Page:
Let $G=(V,E)$ be a graph with minimum degree $\delta(G)=n\lt\aleph_0$. Does $G$ necessarily have a spanning subgraph $G'=(V,E')$ which also has minimum degree $\delta(G')=n$ and is minimal with that property?

This question is easily answered in the affirmative if $G$ is locally finite or if $n\le1$. It already seems difficult for $n=2$, but I am not very clever and may be missing something obvious.

The question also seems to make sense for hypergraphs:

Let $m,n\in\mathbb N$. Let $E$ be a family of sets, each of cardinality at most $m$. If $E$ is an $n$-cover of a set $V$ (each element of $V$ is in at least $n$ elements of $E$), does $E$ contain a minimal $n$-cover of $V$?

I would expect such simple questions to have been asked and answered 100 years ago.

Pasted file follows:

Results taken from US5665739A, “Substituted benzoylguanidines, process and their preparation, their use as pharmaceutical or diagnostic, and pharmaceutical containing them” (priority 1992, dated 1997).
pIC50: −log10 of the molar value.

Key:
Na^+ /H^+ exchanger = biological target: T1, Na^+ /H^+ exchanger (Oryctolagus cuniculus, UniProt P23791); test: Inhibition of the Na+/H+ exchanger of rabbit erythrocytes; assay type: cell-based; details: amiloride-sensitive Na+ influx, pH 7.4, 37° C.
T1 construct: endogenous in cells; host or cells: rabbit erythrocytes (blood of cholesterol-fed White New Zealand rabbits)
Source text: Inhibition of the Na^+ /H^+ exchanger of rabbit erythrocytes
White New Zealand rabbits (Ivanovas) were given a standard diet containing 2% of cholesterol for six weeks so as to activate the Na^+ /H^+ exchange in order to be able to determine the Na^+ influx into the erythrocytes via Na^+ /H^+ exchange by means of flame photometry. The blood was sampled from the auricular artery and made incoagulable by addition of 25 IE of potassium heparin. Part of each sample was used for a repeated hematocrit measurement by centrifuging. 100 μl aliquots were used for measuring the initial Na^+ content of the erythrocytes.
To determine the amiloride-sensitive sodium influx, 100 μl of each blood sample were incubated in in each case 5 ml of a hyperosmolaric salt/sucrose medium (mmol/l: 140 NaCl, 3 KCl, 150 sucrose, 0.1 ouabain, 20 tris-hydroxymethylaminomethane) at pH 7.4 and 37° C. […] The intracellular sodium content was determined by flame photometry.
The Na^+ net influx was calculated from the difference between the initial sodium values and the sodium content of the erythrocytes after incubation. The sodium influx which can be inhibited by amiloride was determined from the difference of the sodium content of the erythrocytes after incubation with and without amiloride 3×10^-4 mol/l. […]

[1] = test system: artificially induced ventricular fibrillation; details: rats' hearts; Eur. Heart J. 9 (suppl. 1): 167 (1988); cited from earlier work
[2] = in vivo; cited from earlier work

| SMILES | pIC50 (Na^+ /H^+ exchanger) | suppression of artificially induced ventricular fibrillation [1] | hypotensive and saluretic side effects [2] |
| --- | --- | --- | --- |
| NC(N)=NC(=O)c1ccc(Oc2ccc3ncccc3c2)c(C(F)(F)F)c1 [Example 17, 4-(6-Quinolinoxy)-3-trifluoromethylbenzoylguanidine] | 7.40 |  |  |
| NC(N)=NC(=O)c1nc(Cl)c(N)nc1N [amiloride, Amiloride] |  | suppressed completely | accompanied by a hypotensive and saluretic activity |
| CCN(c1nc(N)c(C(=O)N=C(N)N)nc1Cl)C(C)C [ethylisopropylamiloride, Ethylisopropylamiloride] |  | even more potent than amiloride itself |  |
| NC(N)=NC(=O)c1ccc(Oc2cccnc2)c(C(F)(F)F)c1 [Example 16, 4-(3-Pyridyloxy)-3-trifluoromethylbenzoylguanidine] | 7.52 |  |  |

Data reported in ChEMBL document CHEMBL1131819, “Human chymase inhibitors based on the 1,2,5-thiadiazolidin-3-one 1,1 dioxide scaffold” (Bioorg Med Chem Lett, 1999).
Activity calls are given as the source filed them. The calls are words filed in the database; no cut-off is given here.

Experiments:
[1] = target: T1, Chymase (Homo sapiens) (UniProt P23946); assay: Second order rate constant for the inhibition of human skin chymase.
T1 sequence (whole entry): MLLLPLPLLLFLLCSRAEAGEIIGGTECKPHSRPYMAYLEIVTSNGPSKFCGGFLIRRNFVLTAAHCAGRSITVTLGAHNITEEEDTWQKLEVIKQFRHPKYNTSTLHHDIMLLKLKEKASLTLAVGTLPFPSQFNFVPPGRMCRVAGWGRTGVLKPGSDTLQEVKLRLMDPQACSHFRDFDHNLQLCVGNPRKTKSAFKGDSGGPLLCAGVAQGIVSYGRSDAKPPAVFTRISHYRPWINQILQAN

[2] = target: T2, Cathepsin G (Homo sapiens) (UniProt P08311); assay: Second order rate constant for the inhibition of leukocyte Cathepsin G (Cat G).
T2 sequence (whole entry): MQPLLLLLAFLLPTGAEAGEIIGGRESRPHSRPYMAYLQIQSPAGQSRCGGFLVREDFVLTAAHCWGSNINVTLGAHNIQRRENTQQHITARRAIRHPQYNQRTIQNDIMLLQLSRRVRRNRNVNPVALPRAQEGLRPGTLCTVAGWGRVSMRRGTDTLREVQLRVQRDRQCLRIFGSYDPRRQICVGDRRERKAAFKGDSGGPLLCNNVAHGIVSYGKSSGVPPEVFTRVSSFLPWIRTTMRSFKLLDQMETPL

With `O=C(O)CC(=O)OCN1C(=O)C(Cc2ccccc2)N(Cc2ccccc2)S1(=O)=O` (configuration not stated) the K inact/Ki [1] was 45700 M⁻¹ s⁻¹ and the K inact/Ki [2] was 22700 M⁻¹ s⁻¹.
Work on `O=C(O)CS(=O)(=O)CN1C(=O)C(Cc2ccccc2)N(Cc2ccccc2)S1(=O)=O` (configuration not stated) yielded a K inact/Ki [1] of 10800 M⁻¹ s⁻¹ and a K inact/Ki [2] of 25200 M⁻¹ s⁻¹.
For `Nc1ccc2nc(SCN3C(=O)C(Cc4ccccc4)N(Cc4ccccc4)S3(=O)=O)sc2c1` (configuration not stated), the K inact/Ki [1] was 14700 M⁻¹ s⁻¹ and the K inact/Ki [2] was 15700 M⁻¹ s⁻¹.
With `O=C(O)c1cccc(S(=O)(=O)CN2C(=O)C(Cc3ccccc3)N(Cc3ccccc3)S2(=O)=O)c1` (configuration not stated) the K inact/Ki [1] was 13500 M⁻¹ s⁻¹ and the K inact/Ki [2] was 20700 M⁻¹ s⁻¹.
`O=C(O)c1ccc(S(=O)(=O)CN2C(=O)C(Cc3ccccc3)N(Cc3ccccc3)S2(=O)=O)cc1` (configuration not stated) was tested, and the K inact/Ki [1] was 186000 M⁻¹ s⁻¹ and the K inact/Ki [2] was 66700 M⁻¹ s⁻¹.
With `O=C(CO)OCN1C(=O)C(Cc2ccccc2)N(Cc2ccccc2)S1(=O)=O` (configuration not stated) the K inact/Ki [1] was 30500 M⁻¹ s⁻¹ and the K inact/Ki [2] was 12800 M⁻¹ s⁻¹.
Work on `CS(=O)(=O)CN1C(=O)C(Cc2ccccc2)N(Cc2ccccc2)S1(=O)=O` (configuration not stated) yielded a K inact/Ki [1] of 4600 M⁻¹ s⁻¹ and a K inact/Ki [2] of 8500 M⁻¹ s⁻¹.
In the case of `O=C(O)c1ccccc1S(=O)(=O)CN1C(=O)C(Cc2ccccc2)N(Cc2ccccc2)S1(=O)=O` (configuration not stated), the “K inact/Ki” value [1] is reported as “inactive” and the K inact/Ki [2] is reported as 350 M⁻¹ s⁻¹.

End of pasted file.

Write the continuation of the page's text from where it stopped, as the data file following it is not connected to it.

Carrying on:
**Where are these questions considered in the literature?**

**P.S.** The following proof for the simple case of a (non-hyper) graph with $\delta=1$ is probably a dead end, as it does not seem to generalize in any obvious way. I'm putting it here anyway because it's quite simple.

**Theorem.** A graph with no isolated points has a minimal spanning subgraph with no isolated points.

**Proof.** Let $G$ be a graph with no isolated points. Let $H$ be a maximal spanning subgraph of $G$ not containing $K_3$ or $P_4$ as a subgraph, induced or otherwise. Then $H$ is a star-forest, possibly with some isolated points. For each isolated vertex $v$ of $H$, choose an edge of $G$ which is incident with $v$ and add it to $H$. This results in a spanning subgraph of $G$ in which each component is a nontrivial tree of radius at most $2$.The proof is completed by observing that any nontrivial tree of radius at most $2$ has a spanning subgraph with no isolated points.